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I am in the process of reviewing all my codes and I have second thoughts about the necessity of validating a user input before verifying it. Take for example, the verification of a credit card CVV:

// validation required?
if(!preg_match('/^[\d]{3,4}$/', $_POST['card_CVV']))

// verification
elseif($card_CVV != $_POST['card_CVV'])

// pass verification
 // process transaction

Should verification be carried out without validation?

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Well I guess even here there's injection possible. EVER and ALWAYS validate AND filter user input - means you shouldn't use the unfiltered $_POST variable in the elseif anyway, right ?! –  Anonymous Dec 8 '11 at 13:54
I'm not sure I entirely understand the difference between verification and validation. They seem like virtually the same thing...you are checking to see if the input is in the expected form, usually in a fairly simplistic way, usually to get an error message back to the user, before more demanding processing of those inputs. –  cdeszaq Dec 8 '11 at 13:56
@ Dan Surfrider, I am not storing the user data, would that still post a risk? –  Question Overflow Dec 8 '11 at 13:57
@cdeszaq: So can I say that it is an unnecessary step if I am not going to send an error message back to the user? –  Question Overflow Dec 8 '11 at 14:00
@DanSurfrider Not sure I agree with your final question. A Bad person can't fiddle your $_POST[] once it's in your script. You can refer the $_POST[] as often as you want, as long as you clean it before use. $_POST[] vars are not inherently bad, they will just contain untrusted data. It won't magically hack your if (It is best to clean up the POST var as soon as you can and then not touch it, but that's so you don't "forget") –  Cylindric Dec 8 '11 at 14:19
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3 Answers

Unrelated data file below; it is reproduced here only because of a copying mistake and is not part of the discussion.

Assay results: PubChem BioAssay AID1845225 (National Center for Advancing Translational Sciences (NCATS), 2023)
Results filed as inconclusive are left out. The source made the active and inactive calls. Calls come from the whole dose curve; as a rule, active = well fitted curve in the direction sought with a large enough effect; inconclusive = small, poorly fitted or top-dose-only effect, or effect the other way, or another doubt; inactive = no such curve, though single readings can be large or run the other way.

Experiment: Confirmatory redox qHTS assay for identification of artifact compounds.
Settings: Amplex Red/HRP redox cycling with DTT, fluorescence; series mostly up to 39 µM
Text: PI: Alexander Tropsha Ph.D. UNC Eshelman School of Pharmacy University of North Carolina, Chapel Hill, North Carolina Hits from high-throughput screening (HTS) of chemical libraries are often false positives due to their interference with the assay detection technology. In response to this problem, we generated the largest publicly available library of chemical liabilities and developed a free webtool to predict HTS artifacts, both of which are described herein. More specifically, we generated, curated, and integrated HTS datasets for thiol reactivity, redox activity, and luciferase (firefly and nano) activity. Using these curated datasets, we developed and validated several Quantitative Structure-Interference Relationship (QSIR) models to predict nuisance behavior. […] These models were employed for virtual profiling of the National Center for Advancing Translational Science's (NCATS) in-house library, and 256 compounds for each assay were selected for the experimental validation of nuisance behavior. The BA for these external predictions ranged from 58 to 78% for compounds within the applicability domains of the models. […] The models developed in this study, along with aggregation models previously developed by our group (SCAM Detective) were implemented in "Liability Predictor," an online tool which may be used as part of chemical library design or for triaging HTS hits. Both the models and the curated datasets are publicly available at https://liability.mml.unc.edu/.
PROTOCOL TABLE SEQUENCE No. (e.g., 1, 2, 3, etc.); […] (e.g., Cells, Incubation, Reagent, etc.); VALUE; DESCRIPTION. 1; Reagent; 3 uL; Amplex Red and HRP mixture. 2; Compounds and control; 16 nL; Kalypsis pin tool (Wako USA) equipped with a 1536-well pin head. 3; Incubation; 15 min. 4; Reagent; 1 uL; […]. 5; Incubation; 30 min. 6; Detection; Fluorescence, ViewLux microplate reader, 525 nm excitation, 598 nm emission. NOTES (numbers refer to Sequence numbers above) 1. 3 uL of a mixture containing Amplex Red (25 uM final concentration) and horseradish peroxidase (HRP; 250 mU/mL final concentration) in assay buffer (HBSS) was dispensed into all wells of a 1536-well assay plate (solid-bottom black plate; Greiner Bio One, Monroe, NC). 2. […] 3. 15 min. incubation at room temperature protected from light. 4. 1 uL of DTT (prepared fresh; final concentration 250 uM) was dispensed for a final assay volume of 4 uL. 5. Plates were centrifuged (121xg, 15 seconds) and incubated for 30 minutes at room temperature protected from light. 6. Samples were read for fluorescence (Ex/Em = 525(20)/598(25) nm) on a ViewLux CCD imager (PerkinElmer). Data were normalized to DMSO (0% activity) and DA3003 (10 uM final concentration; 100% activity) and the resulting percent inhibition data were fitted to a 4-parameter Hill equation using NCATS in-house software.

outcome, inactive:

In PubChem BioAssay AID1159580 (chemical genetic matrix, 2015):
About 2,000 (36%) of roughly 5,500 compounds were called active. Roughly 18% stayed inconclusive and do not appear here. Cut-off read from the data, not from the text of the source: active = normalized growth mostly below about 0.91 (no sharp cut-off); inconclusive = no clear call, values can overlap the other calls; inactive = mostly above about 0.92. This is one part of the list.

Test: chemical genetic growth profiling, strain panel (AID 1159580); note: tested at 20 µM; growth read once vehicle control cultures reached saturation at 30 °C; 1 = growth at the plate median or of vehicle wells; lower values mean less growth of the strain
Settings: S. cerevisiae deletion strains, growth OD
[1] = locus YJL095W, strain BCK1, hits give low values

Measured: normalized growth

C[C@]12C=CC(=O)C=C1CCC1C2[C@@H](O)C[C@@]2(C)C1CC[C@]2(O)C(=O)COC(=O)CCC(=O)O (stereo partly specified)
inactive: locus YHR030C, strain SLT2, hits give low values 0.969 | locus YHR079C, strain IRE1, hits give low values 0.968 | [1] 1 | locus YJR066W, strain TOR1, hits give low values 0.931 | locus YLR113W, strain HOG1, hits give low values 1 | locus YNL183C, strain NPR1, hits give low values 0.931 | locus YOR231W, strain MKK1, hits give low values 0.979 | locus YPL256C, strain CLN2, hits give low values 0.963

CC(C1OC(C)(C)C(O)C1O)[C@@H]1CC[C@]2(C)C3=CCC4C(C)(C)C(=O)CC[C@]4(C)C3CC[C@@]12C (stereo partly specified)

up vote 2 down vote accepted

In this particular case it is not necessary and in fact does nothing because presumably if it was in the wrong format it would never be correct.

Where it would make more sense is to validate the format on the client side in javascript before the form is submitted, maybe as they type if you want to get more fancy, that way the user gets immediate feedback and knows that it's wrong before submitting.

Also you should be aware of injection possibilities if you the content of $_POST['card_CVV'] is ever put into a SQL query or displayed somewhere as html. You say that you don't store it so and from the code shown it is only used for direct string comparison so I suspect it should be fine, but be please be mindful of this in the rest of the code.

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Realy depends on the context and/or error messages you need to display back to the user .

For example you need the above validation on the first input, and if it's not a valid input display the message to the user. However if you whant to check if the user entered the correct card_CVV you need both becouse youre error message is different: not a valid cvv or cvv does not match .

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Can I say that if I just want to give out a general message "This transaction has been declined.", then I wouldn't need the validation step? –  Question Overflow Dec 8 '11 at 13:54
yes, but that whont help the user at all, if you're a developer you need to concider making clear and meaningfull errors to the users input actions . –  Poelinca Dorin Dec 8 '11 at 14:11
Yes, I would usually give more precise error message, but for a credit card transaction, would it be too much of a hint? –  Question Overflow Dec 8 '11 at 14:29
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In all cases, you need to make sure your processing code behaves correctly, which almost always means you have to fail the processing if you don't have the inputs you need. It doesn't really matter where in your processing pipeline you check for things, but it is a good practice to "fail fast" and let users know what is happening.

At the same time, you don't want to repeat code (keep things DRY), which means that you should not be checking for the same issues more than once.

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